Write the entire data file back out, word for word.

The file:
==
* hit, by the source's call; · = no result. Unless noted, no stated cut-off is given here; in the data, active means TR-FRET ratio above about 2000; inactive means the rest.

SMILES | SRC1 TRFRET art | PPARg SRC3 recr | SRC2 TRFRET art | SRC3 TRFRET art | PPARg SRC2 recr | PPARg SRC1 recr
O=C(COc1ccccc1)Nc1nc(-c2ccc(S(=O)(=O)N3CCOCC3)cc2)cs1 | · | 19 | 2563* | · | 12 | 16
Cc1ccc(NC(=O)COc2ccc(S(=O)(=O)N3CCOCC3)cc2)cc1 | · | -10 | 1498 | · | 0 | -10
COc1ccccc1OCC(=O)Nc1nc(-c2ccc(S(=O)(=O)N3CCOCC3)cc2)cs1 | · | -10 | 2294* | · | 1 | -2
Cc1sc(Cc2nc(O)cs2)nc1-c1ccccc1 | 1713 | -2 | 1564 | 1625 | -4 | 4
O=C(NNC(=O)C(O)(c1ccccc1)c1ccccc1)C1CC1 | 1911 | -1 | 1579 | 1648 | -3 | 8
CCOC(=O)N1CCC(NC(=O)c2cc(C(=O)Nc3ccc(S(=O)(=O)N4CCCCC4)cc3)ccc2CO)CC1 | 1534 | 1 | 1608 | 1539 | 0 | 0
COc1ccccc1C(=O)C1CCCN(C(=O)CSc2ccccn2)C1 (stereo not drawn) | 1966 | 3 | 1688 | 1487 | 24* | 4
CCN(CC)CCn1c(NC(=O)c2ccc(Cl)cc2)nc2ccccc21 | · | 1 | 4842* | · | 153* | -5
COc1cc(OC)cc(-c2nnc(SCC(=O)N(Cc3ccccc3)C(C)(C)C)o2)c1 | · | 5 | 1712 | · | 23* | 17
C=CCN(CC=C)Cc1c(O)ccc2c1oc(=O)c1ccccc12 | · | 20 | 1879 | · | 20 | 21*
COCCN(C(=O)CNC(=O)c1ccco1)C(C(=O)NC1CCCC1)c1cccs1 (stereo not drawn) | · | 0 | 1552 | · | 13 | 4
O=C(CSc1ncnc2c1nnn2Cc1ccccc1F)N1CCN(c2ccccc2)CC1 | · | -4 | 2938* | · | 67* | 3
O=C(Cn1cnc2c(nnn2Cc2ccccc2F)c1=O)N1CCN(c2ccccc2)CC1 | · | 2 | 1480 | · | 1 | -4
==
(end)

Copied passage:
* hit, by the source's call; · = no result. Unless noted, no stated cut-off is given here; in the data, active means TR-FRET ratio above about 2000; inactive means the rest.

SMILES | SRC1 TRFRET art | PPARg SRC3 recr | SRC2 TRFRET art | SRC3 TRFRET art | PPARg SRC2 recr | PPARg SRC1 recr
O=C(COc1ccccc1)Nc1nc(-c2ccc(S(=O)(=O)N3CCOCC3)cc2)cs1 | · | 19 | 2563* | · | 12 | 16
Cc1ccc(NC(=O)COc2ccc(S(=O)(=O)N3CCOCC3)cc2)cc1 | · | -10 | 1498 | · | 0 | -10
COc1ccccc1OCC(=O)Nc1nc(-c2ccc(S(=O)(=O)N3CCOCC3)cc2)cs1 | · | -10 | 2294* | · | 1 | -2
Cc1sc(Cc2nc(O)cs2)nc1-c1ccccc1 | 1713 | -2 | 1564 | 1625 | -4 | 4
O=C(NNC(=O)C(O)(c1ccccc1)c1ccccc1)C1CC1 | 1911 | -1 | 1579 | 1648 | -3 | 8
CCOC(=O)N1CCC(NC(=O)c2cc(C(=O)Nc3ccc(S(=O)(=O)N4CCCCC4)cc3)ccc2CO)CC1 | 1534 | 1 | 1608 | 1539 | 0 | 0
COc1ccccc1C(=O)C1CCCN(C(=O)CSc2ccccn2)C1 (stereo not drawn) | 1966 | 3 | 1688 | 1487 | 24* | 4
CCN(CC)CCn1c(NC(=O)c2ccc(Cl)cc2)nc2ccccc21 | · | 1 | 4842* | · | 153* | -5
COc1cc(OC)cc(-c2nnc(SCC(=O)N(Cc3ccccc3)C(C)(C)C)o2)c1 | · | 5 | 1712 | · | 23* | 17
C=CCN(CC=C)Cc1c(O)ccc2c1oc(=O)c1ccccc12 | · | 20 | 1879 | · | 20 | 21*
COCCN(C(=O)CNC(=O)c1ccco1)C(C(=O)NC1CCCC1)c1cccs1 (stereo not drawn) | · | 0 | 1552 | · | 13 | 4
O=C(CSc1ncnc2c1nnn2Cc1ccccc1F)N1CCN(c2ccccc2)CC1 | · | -4 | 2938* | · | 67* | 3
O=C(Cn1cnc2c(nnn2Cc2ccccc2F)c1=O)N1CCN(c2ccccc2)CC1 | · | 2 | 1480 | · | 1 | -4